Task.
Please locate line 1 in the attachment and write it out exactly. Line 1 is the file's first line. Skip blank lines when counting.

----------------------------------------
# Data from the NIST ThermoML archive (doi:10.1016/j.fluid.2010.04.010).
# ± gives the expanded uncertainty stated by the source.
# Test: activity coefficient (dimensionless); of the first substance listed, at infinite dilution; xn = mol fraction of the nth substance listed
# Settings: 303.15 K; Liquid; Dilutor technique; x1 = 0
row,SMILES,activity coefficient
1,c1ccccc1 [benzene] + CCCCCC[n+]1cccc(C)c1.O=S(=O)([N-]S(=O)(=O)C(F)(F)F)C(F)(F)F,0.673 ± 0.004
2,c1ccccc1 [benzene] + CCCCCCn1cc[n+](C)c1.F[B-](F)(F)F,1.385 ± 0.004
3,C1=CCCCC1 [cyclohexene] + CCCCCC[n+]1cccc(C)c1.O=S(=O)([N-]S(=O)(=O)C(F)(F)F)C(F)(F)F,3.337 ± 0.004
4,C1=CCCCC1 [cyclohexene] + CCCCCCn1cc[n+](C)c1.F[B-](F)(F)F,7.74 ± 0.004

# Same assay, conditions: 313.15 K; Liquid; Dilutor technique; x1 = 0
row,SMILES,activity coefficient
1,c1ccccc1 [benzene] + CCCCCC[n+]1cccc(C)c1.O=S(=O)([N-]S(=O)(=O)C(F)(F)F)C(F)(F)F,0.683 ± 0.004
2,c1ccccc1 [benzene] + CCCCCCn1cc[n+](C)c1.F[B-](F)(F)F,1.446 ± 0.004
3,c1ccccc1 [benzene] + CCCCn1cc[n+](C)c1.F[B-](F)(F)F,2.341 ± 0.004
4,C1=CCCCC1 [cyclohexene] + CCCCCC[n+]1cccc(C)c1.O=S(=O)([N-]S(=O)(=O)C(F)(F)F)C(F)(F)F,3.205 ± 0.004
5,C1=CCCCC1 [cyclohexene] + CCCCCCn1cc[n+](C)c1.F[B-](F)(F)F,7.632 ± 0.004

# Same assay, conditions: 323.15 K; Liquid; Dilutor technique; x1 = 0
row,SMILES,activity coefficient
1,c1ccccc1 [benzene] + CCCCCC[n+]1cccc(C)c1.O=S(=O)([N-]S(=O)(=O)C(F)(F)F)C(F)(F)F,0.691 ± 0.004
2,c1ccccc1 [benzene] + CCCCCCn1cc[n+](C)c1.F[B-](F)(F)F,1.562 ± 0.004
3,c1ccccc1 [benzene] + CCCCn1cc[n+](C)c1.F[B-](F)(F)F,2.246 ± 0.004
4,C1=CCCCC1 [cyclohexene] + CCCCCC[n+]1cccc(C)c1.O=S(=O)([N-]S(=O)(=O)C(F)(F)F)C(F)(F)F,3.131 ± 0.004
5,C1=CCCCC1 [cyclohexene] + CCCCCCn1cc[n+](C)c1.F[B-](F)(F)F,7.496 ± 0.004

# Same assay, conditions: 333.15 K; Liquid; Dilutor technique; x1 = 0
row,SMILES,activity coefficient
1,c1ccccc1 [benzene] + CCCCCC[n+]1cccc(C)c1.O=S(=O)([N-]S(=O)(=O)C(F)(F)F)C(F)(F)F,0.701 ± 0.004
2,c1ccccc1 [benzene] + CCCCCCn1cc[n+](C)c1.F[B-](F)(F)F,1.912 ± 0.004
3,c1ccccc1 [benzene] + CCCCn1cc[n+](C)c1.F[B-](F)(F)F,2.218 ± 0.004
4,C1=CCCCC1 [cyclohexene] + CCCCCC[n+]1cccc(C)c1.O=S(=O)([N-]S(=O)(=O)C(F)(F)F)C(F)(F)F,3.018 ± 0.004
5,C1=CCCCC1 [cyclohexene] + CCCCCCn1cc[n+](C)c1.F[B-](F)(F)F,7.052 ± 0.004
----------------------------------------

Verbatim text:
# Data from the NIST ThermoML archive (doi:10.1016/j.fluid.2010.04.010).